Originally Posted by Pulaski View Post
As is often the case, my opinion is likely to be different from yours. I don't see most British people being phased in the slightest by the narrowly defined increase in scrutiny on some visitors to the US.
It's about more than a "narrowly defined increase in scrutiny". Although there's a big difference between 6% and "most", there's some evidence that the fall is likely to be more than the former number. For example:

"Data released this week by travel search engine Kayak reported a 58% decline in searches for flights to Tampa and Orlando from the UK, and a 52% decline in searches for Miami. Searches for San Diego were also down 43%, Las Vegas by 36% and Los Angeles 32%."

"Flight app Hopper released research earlier this month month that showed flight search from international origins to the US has dropped 17% since Trump’s inauguration, compared with the final weeks of the Obama administration."

https://www.theguardian.com/travel/2...-a-trump-slump

"Thus, the prestigious Travel Weekly magazine (as close to an “official” travel publication as they come) has set the decline in foreign tourism at 6.8%. And the fall-off is not limited to Muslim travelers, but also extends to all incoming foreign tourists. Apparently, an attack on one group of tourists is regarded as an assault on all."

The Travel Press is Reporting the 'Trump Slump,' a Devastating Drop in Tourism to the United States | Frommer's
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Old Apr 3rd 2017, 11:07 pm
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Default Re: Cancelling return flight after entering the US on a K-1

I did the same thing. Moved to the US in July and booked a round trip (with the return the following may). Essentially looked like I was going on a 10 month holiday!
Then I found a one way from the UK to the USA on Norwegian. As they're a discount airline, the one way was literally half price (about £180).
That is for this year, so worth trying if you live near an airport served by Norwegian...
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Old Apr 3rd 2017, 11:19 pm
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Default Re: Cancelling return flight after entering the US on a K-1

Originally Posted by Giantaxe View Post
I agree that it takes many months for currency effects to play out. Six months took us to the end of last year and doesn't explain the large fall since then. Given the pound has been pretty stable since it crashed, I doubt the exchange rate can be blamed for any further decreases in visits. ....
Your logic is completely upside down. As a result in the decline in value of the pound I wouldn't expect much decline in tourism until after six months, so the complete opposite of your "explain the fall since then" - a sharp fall starting about six months after the fall in the value of the pound is exactly what I would expect, as I said above, not much change for the first six months, and then a sharp decline. Obviously this drop now coincides fairly closely with the inauguration of President Trump, so separating the two possible causes of the decline is nigh-on impossible. ..... How do you research people who are not searching for holidays in Orlando?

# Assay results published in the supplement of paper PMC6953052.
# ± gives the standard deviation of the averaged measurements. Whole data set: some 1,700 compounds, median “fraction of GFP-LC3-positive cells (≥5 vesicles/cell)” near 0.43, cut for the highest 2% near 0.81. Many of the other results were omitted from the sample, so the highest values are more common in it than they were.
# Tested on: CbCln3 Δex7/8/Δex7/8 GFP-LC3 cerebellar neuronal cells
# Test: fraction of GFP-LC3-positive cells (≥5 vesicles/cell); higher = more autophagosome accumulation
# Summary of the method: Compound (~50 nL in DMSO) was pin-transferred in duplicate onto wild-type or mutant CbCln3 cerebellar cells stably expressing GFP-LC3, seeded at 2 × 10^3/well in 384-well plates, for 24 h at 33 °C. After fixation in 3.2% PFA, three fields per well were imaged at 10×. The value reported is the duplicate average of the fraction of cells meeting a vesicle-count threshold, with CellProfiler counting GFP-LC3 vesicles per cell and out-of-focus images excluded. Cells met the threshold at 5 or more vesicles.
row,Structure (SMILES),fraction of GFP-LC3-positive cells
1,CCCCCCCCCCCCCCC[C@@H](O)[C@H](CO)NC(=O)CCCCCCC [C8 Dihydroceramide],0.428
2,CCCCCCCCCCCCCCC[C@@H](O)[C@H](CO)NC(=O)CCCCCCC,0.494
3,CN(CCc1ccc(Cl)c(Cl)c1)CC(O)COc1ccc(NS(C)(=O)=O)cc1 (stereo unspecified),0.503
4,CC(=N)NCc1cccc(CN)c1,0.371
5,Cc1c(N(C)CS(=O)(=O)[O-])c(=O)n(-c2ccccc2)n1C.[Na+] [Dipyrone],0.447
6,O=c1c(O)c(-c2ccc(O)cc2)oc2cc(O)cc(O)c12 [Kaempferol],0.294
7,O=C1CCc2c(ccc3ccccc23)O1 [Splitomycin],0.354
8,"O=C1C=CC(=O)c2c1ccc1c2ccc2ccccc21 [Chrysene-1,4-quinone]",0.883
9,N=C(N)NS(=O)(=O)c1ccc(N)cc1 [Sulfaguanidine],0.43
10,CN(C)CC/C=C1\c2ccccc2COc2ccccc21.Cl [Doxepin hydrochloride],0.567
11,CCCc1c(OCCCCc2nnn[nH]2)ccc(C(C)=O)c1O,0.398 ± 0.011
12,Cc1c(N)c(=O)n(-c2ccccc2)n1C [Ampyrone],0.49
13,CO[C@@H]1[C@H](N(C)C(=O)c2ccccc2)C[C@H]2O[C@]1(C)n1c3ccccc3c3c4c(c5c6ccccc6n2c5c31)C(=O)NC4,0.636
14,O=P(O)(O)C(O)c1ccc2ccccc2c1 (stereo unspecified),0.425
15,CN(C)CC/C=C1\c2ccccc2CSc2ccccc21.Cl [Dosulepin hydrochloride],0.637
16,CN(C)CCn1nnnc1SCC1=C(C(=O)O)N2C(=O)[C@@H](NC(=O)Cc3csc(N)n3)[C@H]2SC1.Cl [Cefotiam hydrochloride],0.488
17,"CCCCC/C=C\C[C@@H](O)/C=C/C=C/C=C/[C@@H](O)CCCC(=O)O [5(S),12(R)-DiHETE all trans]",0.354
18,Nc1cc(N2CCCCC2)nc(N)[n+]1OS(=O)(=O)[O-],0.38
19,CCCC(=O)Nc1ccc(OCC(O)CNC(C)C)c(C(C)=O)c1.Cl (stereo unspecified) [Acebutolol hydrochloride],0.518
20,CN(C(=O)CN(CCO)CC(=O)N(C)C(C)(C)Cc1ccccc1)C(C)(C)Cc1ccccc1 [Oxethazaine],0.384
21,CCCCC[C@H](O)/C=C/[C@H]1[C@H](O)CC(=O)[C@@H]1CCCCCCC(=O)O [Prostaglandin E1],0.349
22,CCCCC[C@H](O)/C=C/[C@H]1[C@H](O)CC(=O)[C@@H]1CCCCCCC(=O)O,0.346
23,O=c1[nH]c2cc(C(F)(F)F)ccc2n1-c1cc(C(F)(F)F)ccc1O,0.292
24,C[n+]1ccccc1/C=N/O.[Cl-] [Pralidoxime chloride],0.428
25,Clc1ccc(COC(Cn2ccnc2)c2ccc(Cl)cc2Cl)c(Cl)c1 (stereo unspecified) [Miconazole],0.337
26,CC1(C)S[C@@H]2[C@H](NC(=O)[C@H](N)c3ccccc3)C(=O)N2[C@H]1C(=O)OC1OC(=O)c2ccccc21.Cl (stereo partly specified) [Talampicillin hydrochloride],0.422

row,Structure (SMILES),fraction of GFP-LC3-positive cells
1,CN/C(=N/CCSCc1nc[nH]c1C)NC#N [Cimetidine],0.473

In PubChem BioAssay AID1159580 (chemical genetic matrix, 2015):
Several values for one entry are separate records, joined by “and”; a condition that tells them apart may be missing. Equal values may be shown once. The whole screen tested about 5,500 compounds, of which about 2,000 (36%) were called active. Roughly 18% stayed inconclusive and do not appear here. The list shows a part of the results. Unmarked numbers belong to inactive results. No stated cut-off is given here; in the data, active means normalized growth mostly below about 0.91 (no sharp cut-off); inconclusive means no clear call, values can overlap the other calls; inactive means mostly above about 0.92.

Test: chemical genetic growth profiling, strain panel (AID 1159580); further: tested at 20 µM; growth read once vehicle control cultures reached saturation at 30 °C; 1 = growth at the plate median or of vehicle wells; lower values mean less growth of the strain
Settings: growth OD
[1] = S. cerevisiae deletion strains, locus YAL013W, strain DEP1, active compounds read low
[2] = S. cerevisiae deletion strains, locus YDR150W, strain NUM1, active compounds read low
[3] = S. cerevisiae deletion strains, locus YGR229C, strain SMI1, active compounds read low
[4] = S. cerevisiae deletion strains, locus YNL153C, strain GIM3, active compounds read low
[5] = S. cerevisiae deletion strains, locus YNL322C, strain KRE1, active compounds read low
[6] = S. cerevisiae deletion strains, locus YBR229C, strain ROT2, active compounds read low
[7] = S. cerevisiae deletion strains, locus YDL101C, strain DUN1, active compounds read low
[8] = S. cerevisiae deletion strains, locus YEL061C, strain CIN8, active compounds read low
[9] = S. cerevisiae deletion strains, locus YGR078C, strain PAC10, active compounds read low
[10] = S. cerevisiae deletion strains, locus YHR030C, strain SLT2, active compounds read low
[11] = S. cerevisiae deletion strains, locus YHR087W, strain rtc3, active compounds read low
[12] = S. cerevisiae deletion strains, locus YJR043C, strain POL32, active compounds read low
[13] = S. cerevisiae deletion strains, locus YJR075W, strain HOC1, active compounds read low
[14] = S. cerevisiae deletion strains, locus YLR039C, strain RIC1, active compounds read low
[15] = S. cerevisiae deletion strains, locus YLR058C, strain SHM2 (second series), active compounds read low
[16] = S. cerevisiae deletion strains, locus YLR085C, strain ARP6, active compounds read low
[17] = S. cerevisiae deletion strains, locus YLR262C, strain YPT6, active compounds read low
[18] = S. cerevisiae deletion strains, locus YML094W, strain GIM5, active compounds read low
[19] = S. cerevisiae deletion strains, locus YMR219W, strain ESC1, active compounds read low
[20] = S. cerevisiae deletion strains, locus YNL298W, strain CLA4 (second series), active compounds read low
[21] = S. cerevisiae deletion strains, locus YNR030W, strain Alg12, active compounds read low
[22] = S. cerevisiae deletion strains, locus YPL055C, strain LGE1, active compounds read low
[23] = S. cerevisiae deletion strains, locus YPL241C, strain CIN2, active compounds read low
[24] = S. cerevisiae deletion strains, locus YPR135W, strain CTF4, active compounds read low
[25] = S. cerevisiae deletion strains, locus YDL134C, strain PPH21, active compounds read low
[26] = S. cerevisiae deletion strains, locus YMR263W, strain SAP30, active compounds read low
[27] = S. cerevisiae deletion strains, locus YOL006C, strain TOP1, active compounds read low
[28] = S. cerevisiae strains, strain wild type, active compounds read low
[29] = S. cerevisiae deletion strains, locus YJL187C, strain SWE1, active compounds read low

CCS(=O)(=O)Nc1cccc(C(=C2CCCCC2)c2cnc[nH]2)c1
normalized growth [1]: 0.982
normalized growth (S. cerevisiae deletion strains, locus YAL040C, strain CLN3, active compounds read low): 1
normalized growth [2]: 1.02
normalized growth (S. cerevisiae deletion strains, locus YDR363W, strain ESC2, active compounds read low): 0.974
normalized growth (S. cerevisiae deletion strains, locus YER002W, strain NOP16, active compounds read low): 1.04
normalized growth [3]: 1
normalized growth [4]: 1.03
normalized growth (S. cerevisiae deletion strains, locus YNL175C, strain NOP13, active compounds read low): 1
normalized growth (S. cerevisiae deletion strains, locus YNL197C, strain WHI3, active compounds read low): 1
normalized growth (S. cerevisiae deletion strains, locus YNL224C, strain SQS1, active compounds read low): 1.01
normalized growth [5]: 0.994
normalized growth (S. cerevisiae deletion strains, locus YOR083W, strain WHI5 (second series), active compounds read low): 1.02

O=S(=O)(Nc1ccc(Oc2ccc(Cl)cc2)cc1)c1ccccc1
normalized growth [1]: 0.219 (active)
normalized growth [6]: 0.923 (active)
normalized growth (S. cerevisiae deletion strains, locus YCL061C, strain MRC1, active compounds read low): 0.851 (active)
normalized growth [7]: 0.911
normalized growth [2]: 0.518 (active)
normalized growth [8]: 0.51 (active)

Last edited by Pulaski; Apr 3rd 2017 at 11:21 pm.
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Old Apr 3rd 2017, 11:23 pm
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Default Re: Cancelling return flight after entering the US on a K-1

Originally Posted by Pulaski View Post
Your logic is completely upside down. As a result in the decline in value of the pound I wouldn't expect much decline in tourism until after six months, so the complete opposite of your "decline for six months then stable". I would expect, as I said above, not much change for the first six months, and then a sharp decline.
I would expect a bell-shaped rate of decline with the effects tailing off significantly beyond the six month mark (i.e. just what I said in my previous reply...). I doubt many people were booking 2017 travel to the US before June 23rd 2016. Ergo, almost everyone travelling in 2017 will likely have booked their travel at the post-collapse exchange rate.

Originally Posted by Pulaski View Post
Obviously this drop now coincides fairly closely with the inauguration of President Trump, so separating the two possible causes of the decline is nigh-on impossible. ..... How do you research people who are not searching for holidays in Orlando?
I think you are rather missing that the fall has been across the board since Trump became president, not just confined to the UK. Hard to pin that "Trump slump" on the dollar/pound exchange rate. You also seem to be overlooking that online flight lookups from the UK (and elsewhere) to the US declined significantly after Trump became president from the last few weeks of Obama administration. Again, that cannot be exchange-rate related as regards the UK.

"Online travel sites are reporting that searches for travel to the U.S. have fallen sharply. “It’s known as the ‘Trump Slump,’ ” Arthur Frommer, of the eponymous Frommer’s guide, lamented. “And I know of no reputable travel publication to deny it.

Last edited by Giantaxe; Apr 3rd 2017 at 11:50 pm.